History of the Book of Mormon:
Prepublication Manuscripts and Early Editions
Edited by the Prophet Joseph Smith
Book of Mormon History
According to the official version of the history of the church, Joseph Smith received his first vision the very first time he prayed audibly in 1820 (Pearl of Great Price J.S. History [JSH] 1:14). In this vision, he was told that all the churches were wrong (JSH 1:19) and that he should restore the church. In September of 1823 he had his second vision, which consisted of three repeated visions in the night by the Angel Moroni in Joseph's bedroom. Moroni told him three times where the gold plates were buried (JSH 1:47). Joseph went to the Hill Cumorah and uncovered the box where in were the gold plates. He was forbidden to take them out and was instructed to return each year to talk to this angel until the time was right to take them out (JSH. 1:53). Four years later, he received the plates in September 1827 (JSH 1:59). At the time in America, no one knew how to read Egyptian hieroglyphics and no one had ever seen or heard of reformed Egyptian hieroglyphics. The Book of Mormon, Mormon 9:34 states that no one can know this language,
that none other people knoweth our language; therefore he hath prepared means for interpretation thereof. Yet to authenticate his work, Joseph copied some of the characters from the gold plates along with some translations and had Martin Harris take them to professor Anthon and Dr. Mitchell. Without the ability to know the language, these two men somehow validated that these were true characters and the partial translation was accurate (JSH 1:65). According to Joseph Smith, the translation was also verified by the Lord's voice in June of 1829: We heard a voice from out of the bright light above us saying, ... These plates have been revealed [and translated] by the power of God. The translation of them which you have seen is correct, ... (HoC 1:55). This translation that the Lord's voice refers to, is the initial translation of the Reformed Egyptian Hieroglyphics on the gold plates into English, hand written by the scribes on the original manuscript. The printed Book of Mormon did not come off the press until March of 1830.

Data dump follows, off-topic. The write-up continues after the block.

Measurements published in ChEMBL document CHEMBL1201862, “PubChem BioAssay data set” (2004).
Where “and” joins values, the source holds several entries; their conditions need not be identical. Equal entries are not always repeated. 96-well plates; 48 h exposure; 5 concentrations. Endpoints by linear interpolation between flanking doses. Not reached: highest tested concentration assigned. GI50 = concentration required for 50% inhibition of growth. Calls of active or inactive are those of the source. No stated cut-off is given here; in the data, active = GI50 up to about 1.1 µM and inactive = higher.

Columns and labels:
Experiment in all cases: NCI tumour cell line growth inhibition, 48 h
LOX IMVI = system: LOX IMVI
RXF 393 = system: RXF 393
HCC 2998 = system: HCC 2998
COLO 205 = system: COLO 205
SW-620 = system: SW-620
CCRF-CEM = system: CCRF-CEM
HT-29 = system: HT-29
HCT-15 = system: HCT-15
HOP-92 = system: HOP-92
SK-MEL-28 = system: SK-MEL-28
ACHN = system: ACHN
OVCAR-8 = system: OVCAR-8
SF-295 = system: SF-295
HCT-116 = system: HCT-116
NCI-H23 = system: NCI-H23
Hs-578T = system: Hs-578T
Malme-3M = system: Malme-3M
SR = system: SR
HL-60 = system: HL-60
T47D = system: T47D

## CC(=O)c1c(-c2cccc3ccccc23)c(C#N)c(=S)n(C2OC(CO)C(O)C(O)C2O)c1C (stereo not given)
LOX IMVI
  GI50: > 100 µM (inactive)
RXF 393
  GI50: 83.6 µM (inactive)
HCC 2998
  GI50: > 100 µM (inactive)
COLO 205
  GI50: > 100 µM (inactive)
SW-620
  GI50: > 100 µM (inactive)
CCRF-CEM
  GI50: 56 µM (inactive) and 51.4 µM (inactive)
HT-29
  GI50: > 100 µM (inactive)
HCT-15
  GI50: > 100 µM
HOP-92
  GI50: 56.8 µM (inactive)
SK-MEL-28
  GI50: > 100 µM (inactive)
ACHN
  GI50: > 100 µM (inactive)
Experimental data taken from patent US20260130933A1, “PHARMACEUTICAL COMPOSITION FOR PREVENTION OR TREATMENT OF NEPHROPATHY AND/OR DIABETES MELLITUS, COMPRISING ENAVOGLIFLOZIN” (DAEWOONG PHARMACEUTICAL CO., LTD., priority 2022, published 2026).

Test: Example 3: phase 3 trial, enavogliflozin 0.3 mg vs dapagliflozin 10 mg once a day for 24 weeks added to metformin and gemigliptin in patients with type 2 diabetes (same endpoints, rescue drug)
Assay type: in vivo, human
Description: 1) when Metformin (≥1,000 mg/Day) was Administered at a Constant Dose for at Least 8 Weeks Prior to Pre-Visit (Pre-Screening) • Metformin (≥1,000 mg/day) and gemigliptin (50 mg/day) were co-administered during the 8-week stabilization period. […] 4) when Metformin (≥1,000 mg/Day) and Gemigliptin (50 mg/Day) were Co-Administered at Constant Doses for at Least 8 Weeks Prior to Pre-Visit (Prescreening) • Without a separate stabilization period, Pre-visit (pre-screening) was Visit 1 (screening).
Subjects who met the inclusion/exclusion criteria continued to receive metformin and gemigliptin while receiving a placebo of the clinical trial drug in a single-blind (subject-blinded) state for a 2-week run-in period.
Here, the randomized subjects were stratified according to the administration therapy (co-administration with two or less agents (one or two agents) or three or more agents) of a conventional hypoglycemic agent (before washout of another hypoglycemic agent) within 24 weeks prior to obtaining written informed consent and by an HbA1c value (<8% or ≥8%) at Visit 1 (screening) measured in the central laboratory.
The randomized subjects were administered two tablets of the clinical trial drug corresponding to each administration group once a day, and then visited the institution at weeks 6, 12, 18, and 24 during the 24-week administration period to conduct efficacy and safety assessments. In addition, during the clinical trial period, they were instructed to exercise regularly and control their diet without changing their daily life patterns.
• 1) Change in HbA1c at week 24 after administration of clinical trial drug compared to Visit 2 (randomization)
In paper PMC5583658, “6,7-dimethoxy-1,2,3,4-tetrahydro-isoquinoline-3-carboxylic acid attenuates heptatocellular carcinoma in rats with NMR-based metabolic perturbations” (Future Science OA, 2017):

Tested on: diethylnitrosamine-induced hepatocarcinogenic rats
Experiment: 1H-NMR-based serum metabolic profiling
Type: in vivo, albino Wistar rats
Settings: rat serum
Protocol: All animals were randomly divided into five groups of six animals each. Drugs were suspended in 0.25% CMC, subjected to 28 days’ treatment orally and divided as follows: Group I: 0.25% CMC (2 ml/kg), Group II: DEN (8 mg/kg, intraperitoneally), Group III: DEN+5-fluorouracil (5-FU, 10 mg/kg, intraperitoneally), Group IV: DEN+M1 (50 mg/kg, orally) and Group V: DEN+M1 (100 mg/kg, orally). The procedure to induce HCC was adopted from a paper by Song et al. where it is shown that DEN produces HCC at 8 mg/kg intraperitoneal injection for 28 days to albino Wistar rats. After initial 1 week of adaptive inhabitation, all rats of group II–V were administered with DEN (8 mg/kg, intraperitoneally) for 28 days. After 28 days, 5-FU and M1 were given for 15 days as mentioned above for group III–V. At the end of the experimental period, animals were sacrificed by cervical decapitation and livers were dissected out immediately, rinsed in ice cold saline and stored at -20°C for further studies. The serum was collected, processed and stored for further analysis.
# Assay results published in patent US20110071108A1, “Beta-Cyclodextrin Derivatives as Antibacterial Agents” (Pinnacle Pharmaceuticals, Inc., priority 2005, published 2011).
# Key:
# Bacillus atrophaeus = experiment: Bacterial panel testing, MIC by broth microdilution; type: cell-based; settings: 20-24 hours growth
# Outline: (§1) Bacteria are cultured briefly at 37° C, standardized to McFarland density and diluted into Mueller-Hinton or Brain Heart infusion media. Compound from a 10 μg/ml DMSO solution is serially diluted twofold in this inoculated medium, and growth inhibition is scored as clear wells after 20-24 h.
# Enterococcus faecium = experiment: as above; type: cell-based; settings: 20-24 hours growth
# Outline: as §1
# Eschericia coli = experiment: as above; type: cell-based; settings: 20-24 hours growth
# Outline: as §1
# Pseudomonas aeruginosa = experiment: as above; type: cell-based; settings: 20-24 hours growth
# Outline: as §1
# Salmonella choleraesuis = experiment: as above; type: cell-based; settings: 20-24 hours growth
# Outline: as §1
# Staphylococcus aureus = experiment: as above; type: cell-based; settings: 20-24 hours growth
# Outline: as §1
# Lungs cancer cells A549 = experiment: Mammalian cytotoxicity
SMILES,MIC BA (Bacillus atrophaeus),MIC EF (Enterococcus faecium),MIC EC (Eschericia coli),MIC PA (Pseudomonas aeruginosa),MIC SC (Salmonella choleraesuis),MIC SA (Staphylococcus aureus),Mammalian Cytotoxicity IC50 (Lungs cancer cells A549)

What About the Original Manuscripts?
By means of a hat and a seer stone, Joseph Smith translated the reformed Egyptian hieroglyphics that he saw on the plates into English words that he spoke to individual scribes on the other side of a veil. His scribes wrote the words down on paper to form a hand written manuscript. Martin Harris lost the first 116 pages of this manuscript and Joseph had to start over making his original manuscript. This original manuscript had different size pages and different handwriting styles. Because of the loss of 116 pages, Joseph was careful to have a very neat copy of this manuscript made by Oliver Cowdery to take to the printer. This second manuscript is called the printer manuscript. It was very important that the scribe carefully copy the original neatly so the printer could read each letter and be able to set the type accurately.